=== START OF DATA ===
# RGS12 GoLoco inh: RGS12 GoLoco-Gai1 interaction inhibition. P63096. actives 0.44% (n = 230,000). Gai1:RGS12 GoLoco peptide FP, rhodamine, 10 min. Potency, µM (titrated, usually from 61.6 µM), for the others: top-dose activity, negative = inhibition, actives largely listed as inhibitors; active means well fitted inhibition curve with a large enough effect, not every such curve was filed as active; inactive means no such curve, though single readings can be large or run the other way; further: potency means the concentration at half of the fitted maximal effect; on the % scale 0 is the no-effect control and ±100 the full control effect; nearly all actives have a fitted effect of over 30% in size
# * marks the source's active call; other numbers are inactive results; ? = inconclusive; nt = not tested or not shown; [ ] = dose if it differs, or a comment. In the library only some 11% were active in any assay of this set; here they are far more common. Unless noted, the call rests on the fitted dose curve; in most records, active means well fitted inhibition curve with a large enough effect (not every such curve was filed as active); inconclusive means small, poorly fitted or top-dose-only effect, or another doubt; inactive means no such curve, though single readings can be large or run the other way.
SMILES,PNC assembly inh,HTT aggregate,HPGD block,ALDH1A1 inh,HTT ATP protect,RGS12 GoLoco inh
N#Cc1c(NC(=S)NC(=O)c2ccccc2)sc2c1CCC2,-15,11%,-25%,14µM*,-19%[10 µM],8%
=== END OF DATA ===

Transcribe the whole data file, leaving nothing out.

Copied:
# RGS12 GoLoco inh: RGS12 GoLoco-Gai1 interaction inhibition. P63096. actives 0.44% (n = 230,000). Gai1:RGS12 GoLoco peptide FP, rhodamine, 10 min. Potency, µM (titrated, usually from 61.6 µM), for the others: top-dose activity, negative = inhibition, actives largely listed as inhibitors; active means well fitted inhibition curve with a large enough effect, not every such curve was filed as active; inactive means no such curve, though single readings can be large or run the other way; further: potency means the concentration at half of the fitted maximal effect; on the % scale 0 is the no-effect control and ±100 the full control effect; nearly all actives have a fitted effect of over 30% in size
# * marks the source's active call; other numbers are inactive results; ? = inconclusive; nt = not tested or not shown; [ ] = dose if it differs, or a comment. In the library only some 11% were active in any assay of this set; here they are far more common. Unless noted, the call rests on the fitted dose curve; in most records, active means well fitted inhibition curve with a large enough effect (not every such curve was filed as active); inconclusive means small, poorly fitted or top-dose-only effect, or another doubt; inactive means no such curve, though single readings can be large or run the other way.
SMILES,PNC assembly inh,HTT aggregate,HPGD block,ALDH1A1 inh,HTT ATP protect,RGS12 GoLoco inh
N#Cc1c(NC(=S)NC(=O)c2ccccc2)sc2c1CCC2,-15,11%,-25%,14µM*,-19%[10 µM],8%